WHERE IS THAT SMELL COMING FROM?
Ah, the aroma of supper cooking over the campfire mixed with the odor of students’ bodies drenched in sweat! There’s nothing quite like the smells of a wilderness expedition, smells that will transport me back to the adventure every time I encounter them for years to come. Then there are other scents that I would prefer to avoid forever.
A recent trip began with the air full of a pleasant mixture of excitement, anticipation, and adventure, laced with a hint of anxiety. As we settled into a routine, my nose welcomed the familiar scents each night—dinner, fire, and sweat—until one night. Amid setting up camp, I noticed a stench wafting into my nose, and my brain awoke to something different about this campsite. What was the source of this putrid smell, unpleasant but not completely overwhelming? It was dark, and we were tired. When a cursory search offered no sign of its source, we continued to set up camp with the limited beams of light from our headlamps, eager to get into our sleeping bags.
In the morning, the smell was worse, and we had an answer. As we were breaking camp, someone stumbled upon the stench’s source: a rotting deer carcass lay no more than 15 feet away from where we had slept. Confronted with this reality, I felt the smell become overwhelmingly horrendous and wanted to vomit.
As we hiked briskly away and clean air refreshed me, words from Paul’s second letter to the Corinthians struck me, “For we are the aroma of Christ to God among those who are being saved and among those who are perishing, to one a fragrance from death to death, to the other a fragrance from life to life…” I have to be honest, it caught me a little off guard. But as I continued to reflect on that passage, I realized that smells are no insignificant thing.
In 2 Corinthians 2:14-17, Paul uses the imagery of a Roman triumph to convey his message. Whenever a Roman general would secure a great victory, the senate would declare a day of procession and pageantry to honor the conqueror. The conquered enemy would be paraded down the streets as the soldiers reenacted battle scenes and publicly humiliated the captives, marching toward their deaths. People would gather from many different places to celebrate the victory and fill the streets with aromas—burning incense, dousing themselves with costly perfumes, and feasting to their hearts content. For the Romans, the smells were associated with victory, but for the enemy, the smells signaled death.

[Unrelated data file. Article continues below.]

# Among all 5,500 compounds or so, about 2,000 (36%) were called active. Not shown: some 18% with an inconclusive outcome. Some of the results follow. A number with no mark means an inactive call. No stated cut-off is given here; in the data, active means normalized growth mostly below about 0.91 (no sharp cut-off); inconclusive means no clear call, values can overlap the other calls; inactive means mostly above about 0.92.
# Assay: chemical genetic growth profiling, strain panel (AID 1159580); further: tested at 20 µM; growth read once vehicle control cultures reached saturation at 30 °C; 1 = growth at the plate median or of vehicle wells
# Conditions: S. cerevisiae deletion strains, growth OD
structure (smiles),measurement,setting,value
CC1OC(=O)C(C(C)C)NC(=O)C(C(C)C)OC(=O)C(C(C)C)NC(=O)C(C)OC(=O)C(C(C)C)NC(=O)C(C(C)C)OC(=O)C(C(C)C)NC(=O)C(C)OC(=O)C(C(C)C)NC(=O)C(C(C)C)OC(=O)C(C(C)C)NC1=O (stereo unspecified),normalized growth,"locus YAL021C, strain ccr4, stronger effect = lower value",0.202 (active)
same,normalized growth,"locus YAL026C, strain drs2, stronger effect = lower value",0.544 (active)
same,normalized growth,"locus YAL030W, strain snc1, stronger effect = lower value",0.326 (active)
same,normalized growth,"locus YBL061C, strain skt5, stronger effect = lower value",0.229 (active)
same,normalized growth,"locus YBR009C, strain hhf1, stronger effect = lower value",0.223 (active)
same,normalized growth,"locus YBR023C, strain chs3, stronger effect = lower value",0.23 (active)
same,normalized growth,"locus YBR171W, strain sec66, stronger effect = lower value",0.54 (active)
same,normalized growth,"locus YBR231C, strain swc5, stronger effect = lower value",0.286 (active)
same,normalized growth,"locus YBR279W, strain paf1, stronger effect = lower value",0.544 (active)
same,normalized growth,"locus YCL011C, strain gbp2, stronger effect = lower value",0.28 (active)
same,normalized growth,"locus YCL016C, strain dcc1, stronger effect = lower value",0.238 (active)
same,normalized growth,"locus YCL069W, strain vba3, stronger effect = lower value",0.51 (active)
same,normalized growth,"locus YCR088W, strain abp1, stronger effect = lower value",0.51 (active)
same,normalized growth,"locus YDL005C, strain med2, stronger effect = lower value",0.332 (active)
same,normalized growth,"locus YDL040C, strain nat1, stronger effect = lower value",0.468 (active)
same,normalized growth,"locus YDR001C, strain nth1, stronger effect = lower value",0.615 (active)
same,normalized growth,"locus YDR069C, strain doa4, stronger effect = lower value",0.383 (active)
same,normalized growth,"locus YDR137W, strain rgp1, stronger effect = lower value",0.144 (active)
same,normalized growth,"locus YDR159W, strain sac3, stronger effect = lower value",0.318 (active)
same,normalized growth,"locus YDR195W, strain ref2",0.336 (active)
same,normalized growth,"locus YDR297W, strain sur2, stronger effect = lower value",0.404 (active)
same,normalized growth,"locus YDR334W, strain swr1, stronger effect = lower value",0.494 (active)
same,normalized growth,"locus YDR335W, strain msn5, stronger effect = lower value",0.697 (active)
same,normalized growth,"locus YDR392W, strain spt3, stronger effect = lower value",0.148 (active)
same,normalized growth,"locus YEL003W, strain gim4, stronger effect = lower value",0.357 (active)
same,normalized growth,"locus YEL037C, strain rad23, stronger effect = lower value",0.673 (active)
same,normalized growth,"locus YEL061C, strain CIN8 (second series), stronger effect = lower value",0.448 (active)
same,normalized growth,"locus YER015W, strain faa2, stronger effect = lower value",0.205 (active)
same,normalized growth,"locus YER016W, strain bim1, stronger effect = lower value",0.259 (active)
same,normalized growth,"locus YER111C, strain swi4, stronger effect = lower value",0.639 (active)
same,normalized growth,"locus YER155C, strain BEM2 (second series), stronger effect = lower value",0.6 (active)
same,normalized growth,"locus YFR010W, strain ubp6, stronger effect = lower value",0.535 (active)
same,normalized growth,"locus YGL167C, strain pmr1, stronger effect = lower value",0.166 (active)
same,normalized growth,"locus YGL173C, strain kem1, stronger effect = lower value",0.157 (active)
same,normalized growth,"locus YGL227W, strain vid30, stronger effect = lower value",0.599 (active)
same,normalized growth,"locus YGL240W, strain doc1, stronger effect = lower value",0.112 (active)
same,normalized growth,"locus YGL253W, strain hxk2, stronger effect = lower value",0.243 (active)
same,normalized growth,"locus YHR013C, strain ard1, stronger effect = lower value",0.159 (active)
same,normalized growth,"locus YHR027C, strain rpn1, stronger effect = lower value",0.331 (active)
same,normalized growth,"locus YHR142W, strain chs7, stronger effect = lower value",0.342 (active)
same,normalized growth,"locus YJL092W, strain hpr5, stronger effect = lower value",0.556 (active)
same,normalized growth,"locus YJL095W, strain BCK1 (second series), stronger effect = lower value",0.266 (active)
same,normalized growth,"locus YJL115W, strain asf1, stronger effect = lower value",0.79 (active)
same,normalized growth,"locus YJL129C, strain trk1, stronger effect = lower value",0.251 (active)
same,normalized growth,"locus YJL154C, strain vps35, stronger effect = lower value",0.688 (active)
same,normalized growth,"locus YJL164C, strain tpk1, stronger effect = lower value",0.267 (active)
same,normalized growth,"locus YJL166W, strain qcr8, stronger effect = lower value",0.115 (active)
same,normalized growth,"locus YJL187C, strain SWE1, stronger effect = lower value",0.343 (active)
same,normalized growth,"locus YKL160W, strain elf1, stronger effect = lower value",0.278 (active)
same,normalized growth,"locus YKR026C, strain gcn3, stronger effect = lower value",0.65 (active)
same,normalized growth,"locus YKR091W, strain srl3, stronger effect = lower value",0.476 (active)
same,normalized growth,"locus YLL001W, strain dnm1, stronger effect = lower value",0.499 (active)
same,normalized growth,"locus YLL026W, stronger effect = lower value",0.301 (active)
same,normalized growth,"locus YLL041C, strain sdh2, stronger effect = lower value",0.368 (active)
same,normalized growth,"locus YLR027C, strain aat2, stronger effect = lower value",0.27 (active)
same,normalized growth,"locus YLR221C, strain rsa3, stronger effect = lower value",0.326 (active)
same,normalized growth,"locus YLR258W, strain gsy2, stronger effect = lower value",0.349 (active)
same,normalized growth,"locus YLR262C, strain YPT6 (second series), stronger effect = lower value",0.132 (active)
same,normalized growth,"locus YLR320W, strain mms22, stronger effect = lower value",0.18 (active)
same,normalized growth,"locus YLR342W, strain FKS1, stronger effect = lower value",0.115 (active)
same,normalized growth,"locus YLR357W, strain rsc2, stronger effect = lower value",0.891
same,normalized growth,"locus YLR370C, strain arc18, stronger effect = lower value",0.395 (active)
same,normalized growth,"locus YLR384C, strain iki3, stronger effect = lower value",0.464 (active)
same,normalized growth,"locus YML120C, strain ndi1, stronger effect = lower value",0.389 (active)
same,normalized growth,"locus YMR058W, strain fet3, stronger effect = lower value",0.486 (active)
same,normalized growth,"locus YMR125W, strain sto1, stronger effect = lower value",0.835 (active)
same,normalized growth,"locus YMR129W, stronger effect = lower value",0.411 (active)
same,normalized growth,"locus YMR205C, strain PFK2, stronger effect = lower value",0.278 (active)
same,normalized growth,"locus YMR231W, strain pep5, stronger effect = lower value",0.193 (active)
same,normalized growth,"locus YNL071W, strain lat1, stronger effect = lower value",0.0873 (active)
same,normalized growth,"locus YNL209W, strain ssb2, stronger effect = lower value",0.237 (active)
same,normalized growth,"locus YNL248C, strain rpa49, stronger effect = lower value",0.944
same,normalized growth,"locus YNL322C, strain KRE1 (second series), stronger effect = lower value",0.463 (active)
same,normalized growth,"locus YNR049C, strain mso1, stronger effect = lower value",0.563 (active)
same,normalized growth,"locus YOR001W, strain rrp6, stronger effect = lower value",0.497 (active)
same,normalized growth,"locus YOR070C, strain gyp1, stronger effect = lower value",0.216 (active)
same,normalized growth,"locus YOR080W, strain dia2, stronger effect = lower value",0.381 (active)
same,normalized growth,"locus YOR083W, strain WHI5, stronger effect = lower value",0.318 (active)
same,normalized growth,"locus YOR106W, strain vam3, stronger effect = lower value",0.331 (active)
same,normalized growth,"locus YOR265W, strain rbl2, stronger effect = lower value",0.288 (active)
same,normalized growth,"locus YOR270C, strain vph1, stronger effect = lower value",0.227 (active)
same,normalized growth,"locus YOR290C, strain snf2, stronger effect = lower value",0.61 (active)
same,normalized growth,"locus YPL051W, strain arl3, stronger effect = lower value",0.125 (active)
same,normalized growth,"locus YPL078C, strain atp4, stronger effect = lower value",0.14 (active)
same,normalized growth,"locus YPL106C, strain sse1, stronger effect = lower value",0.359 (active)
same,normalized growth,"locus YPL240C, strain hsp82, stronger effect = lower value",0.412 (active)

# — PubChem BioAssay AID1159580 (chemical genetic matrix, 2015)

Paul’s point was that we Christians have joined Christ in His triumphal procession, knowing that it will lead us to life. But for those who remain enemies, the procession is not as sweet for it will lead to death. Paul calls us to live in the victory of Christ, spreading the aroma of the celebration to all those we come into contact with.
As the trip went by, another peculiar smell began to accost my senses. A mixture of challenge with complacency arose from the stench of spiritual stagnation. The students became content with half-done tasks and were unwilling to discuss the deeper issues of the heart. The smell caused me to ask questions of my own life: Was I allowing the aroma of Christ to be strong in me? Was I living in the victory of His triumph over the enemy?
Near the end of the trip, the students spent twenty-four hours on a solo, separated from one another and in communion with the Lord. When we all gathered back together, the aroma of the group had changed. As the students shared their reflections one by one, an eagerness seemed to be contagious as the stench of stagnation was replaced with the vapor of victory.
When we climbed on the bus to return to camp, I got a whiff of strong body odor resulting from twelve people going a week without showers! I just smiled, knowing that these students would soon shower and enjoy being clean again. I also knew they already had a different spiritual scent, the aroma of Christ as they lived in the victory of Christ’s triumph over the enemy.
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